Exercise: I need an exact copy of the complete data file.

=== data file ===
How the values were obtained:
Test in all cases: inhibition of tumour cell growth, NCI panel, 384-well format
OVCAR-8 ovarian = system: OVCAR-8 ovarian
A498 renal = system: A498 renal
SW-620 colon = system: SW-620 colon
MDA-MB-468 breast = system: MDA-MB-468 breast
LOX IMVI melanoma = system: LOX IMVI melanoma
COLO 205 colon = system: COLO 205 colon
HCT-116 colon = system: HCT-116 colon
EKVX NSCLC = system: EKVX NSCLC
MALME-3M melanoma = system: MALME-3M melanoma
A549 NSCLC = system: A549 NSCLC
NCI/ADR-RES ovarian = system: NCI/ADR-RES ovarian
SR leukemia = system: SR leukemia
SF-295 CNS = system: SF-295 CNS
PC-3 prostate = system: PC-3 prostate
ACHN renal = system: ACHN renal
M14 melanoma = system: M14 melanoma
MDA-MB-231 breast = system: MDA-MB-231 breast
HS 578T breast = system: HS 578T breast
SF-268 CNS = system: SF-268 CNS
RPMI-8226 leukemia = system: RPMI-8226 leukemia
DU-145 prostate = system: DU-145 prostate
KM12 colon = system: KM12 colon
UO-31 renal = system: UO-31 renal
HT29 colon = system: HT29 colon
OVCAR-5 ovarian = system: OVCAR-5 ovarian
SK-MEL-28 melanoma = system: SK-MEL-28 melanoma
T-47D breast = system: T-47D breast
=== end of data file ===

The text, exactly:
How the values were obtained:
Test in all cases: inhibition of tumour cell growth, NCI panel, 384-well format
OVCAR-8 ovarian = system: OVCAR-8 ovarian
A498 renal = system: A498 renal
SW-620 colon = system: SW-620 colon
MDA-MB-468 breast = system: MDA-MB-468 breast
LOX IMVI melanoma = system: LOX IMVI melanoma
COLO 205 colon = system: COLO 205 colon
HCT-116 colon = system: HCT-116 colon
EKVX NSCLC = system: EKVX NSCLC
MALME-3M melanoma = system: MALME-3M melanoma
A549 NSCLC = system: A549 NSCLC
NCI/ADR-RES ovarian = system: NCI/ADR-RES ovarian
SR leukemia = system: SR leukemia
SF-295 CNS = system: SF-295 CNS
PC-3 prostate = system: PC-3 prostate
ACHN renal = system: ACHN renal
M14 melanoma = system: M14 melanoma
MDA-MB-231 breast = system: MDA-MB-231 breast
HS 578T breast = system: HS 578T breast
SF-268 CNS = system: SF-268 CNS
RPMI-8226 leukemia = system: RPMI-8226 leukemia
DU-145 prostate = system: DU-145 prostate
KM12 colon = system: KM12 colon
UO-31 renal = system: UO-31 renal
HT29 colon = system: HT29 colon
OVCAR-5 ovarian = system: OVCAR-5 ovarian
SK-MEL-28 melanoma = system: SK-MEL-28 melanoma
T-47D breast = system: T-47D breast